The theme of the 15th China International SME Fair that brings us together today is therefore very timely: “NewLandscape in All-around Opening-up, New Future in the Industry” is a topic that dominates political and business agenda alike around the world, and where the combined knowledge and resources of the Ministry of Industry and Information Technology of China, the Regional authorities of Guangdong Province, the Government of the United Arab Emirates and UNIDO can offer a positive contribution to the debate.As a matter of fact, UNIDO and the UAE have been working together for several years now in the organization of the Global Manufacturing and Industrialization Summit, a think tank that explores such burning subjects as the future of manufacturing.

 

As a technology-oriented Organization, we at UNIDO are rather optimistic in our assessment of the potential of the New Industrial Revolution. New materials and robotics, nanotechnology and digital printing, big data and the internet of things, biotechnology and precision farming open new roads to Agenda 2030 and support virtually every one of the 17 Sustainable Development Goals: they raise the prospect of a better world with reduced inequalities, greater food security and health, new skills and new types of jobs, sustainable cities and a more responsible management of the eco-system.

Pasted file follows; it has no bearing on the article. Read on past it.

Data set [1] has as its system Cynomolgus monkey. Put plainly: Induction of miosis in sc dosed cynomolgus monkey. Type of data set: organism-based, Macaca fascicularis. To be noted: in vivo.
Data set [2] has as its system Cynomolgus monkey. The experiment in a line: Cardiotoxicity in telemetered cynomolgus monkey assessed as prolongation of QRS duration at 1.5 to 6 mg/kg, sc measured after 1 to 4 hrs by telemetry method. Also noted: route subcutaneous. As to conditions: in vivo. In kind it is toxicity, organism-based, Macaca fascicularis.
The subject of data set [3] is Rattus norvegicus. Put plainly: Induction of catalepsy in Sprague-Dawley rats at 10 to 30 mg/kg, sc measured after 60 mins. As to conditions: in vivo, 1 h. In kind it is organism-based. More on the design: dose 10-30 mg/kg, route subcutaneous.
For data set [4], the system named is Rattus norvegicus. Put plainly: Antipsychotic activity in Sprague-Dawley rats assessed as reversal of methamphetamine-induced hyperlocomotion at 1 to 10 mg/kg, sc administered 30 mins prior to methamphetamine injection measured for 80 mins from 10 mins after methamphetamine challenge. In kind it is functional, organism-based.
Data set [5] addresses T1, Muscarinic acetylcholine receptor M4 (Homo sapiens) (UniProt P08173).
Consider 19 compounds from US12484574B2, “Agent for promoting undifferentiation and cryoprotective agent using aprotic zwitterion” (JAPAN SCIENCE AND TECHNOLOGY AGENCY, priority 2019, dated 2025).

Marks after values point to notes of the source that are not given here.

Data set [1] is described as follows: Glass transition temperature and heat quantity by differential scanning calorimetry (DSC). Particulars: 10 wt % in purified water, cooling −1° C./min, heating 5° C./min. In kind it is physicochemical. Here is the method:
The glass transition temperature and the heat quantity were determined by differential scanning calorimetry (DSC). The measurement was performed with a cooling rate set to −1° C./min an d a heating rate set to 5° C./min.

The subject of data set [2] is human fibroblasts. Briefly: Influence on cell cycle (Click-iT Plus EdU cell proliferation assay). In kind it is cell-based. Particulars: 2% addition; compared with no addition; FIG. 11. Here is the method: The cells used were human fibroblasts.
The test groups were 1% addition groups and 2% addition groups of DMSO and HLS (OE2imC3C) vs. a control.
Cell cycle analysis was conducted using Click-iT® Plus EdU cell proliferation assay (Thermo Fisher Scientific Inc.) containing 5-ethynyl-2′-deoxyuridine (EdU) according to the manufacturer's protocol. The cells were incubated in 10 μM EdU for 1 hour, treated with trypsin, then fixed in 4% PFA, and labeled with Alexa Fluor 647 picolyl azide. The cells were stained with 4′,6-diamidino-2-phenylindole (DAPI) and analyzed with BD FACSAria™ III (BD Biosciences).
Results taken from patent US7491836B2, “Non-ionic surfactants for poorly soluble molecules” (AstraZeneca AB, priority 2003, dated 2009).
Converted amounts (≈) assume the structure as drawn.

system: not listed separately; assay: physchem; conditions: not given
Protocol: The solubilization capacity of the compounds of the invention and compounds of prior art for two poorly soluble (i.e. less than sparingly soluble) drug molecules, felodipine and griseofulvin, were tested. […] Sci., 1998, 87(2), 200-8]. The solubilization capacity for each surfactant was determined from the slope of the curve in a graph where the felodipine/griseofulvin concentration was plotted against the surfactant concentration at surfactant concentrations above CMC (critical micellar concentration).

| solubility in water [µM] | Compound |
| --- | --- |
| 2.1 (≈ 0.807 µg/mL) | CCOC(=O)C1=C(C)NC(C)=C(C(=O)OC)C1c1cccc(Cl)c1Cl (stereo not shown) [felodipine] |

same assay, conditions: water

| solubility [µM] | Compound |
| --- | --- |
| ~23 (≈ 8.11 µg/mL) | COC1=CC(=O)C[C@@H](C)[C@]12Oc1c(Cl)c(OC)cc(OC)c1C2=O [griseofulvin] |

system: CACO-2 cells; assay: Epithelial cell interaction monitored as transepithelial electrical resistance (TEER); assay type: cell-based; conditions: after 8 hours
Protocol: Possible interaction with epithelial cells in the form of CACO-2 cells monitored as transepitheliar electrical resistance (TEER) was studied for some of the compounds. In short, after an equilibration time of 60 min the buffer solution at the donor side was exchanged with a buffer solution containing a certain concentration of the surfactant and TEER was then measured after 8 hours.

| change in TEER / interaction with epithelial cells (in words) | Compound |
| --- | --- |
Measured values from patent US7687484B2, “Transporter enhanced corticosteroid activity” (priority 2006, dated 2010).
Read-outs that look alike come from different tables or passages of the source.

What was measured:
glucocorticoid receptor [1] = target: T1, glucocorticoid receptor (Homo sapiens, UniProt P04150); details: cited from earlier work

Allow me to briefly outline what lies ahead in the different fields of technical assistance by UNIDO. As part of our mandate to promote inclusive growth, we encourage entrepreneurship and value addition in rural communities across the developing world. But demographic growth and traditional transfer of land from one generation to the next result in individual plots that are too small for mechanization and the systematic management of water and agro-chemicals. Smart agriculture, however, where sensors measure soil moisture, nutrients and fertility or the output of every plot pave the way for large combines and an ecological use of resources.